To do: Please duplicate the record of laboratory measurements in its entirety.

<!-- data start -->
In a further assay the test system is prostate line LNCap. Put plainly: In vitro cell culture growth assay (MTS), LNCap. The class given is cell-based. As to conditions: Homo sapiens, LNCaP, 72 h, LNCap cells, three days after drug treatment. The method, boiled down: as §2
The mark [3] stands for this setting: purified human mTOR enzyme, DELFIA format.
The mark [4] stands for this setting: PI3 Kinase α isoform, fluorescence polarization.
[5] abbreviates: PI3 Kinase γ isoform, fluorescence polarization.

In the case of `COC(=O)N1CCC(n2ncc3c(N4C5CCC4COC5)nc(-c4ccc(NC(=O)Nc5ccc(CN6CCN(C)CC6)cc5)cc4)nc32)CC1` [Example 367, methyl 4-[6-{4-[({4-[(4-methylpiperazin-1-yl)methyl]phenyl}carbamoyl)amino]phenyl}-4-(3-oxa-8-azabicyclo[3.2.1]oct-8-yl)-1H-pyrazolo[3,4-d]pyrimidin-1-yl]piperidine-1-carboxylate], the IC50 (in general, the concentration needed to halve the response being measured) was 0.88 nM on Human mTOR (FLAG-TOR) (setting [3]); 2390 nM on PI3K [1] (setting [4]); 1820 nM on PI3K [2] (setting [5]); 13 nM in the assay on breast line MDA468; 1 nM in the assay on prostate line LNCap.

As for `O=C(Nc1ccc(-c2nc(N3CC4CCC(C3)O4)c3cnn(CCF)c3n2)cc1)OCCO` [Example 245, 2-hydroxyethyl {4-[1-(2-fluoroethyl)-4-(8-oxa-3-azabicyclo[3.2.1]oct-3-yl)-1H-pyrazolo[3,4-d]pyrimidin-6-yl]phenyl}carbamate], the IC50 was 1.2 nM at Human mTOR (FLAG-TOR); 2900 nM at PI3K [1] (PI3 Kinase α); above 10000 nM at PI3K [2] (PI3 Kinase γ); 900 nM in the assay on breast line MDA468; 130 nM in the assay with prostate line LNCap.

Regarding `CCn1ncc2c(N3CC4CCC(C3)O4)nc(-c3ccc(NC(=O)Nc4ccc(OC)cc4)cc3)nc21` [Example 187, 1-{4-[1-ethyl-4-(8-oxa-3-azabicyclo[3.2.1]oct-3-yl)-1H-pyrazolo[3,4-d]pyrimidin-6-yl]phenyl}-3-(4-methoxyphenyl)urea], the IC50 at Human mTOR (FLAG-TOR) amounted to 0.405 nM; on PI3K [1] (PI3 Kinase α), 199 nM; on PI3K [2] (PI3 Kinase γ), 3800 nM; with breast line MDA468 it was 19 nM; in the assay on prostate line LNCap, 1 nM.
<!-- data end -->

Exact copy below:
In a further assay the test system is prostate line LNCap. Put plainly: In vitro cell culture growth assay (MTS), LNCap. The class given is cell-based. As to conditions: Homo sapiens, LNCaP, 72 h, LNCap cells, three days after drug treatment. The method, boiled down: as §2
The mark [3] stands for this setting: purified human mTOR enzyme, DELFIA format.
The mark [4] stands for this setting: PI3 Kinase α isoform, fluorescence polarization.
[5] abbreviates: PI3 Kinase γ isoform, fluorescence polarization.

In the case of `COC(=O)N1CCC(n2ncc3c(N4C5CCC4COC5)nc(-c4ccc(NC(=O)Nc5ccc(CN6CCN(C)CC6)cc5)cc4)nc32)CC1` [Example 367, methyl 4-[6-{4-[({4-[(4-methylpiperazin-1-yl)methyl]phenyl}carbamoyl)amino]phenyl}-4-(3-oxa-8-azabicyclo[3.2.1]oct-8-yl)-1H-pyrazolo[3,4-d]pyrimidin-1-yl]piperidine-1-carboxylate], the IC50 (in general, the concentration needed to halve the response being measured) was 0.88 nM on Human mTOR (FLAG-TOR) (setting [3]); 2390 nM on PI3K [1] (setting [4]); 1820 nM on PI3K [2] (setting [5]); 13 nM in the assay on breast line MDA468; 1 nM in the assay on prostate line LNCap.

As for `O=C(Nc1ccc(-c2nc(N3CC4CCC(C3)O4)c3cnn(CCF)c3n2)cc1)OCCO` [Example 245, 2-hydroxyethyl {4-[1-(2-fluoroethyl)-4-(8-oxa-3-azabicyclo[3.2.1]oct-3-yl)-1H-pyrazolo[3,4-d]pyrimidin-6-yl]phenyl}carbamate], the IC50 was 1.2 nM at Human mTOR (FLAG-TOR); 2900 nM at PI3K [1] (PI3 Kinase α); above 10000 nM at PI3K [2] (PI3 Kinase γ); 900 nM in the assay on breast line MDA468; 130 nM in the assay with prostate line LNCap.

Regarding `CCn1ncc2c(N3CC4CCC(C3)O4)nc(-c3ccc(NC(=O)Nc4ccc(OC)cc4)cc3)nc21` [Example 187, 1-{4-[1-ethyl-4-(8-oxa-3-azabicyclo[3.2.1]oct-3-yl)-1H-pyrazolo[3,4-d]pyrimidin-6-yl]phenyl}-3-(4-methoxyphenyl)urea], the IC50 at Human mTOR (FLAG-TOR) amounted to 0.405 nM; on PI3K [1] (PI3 Kinase α), 199 nM; on PI3K [2] (PI3 Kinase γ), 3800 nM; with breast line MDA468 it was 19 nM; in the assay on prostate line LNCap, 1 nM.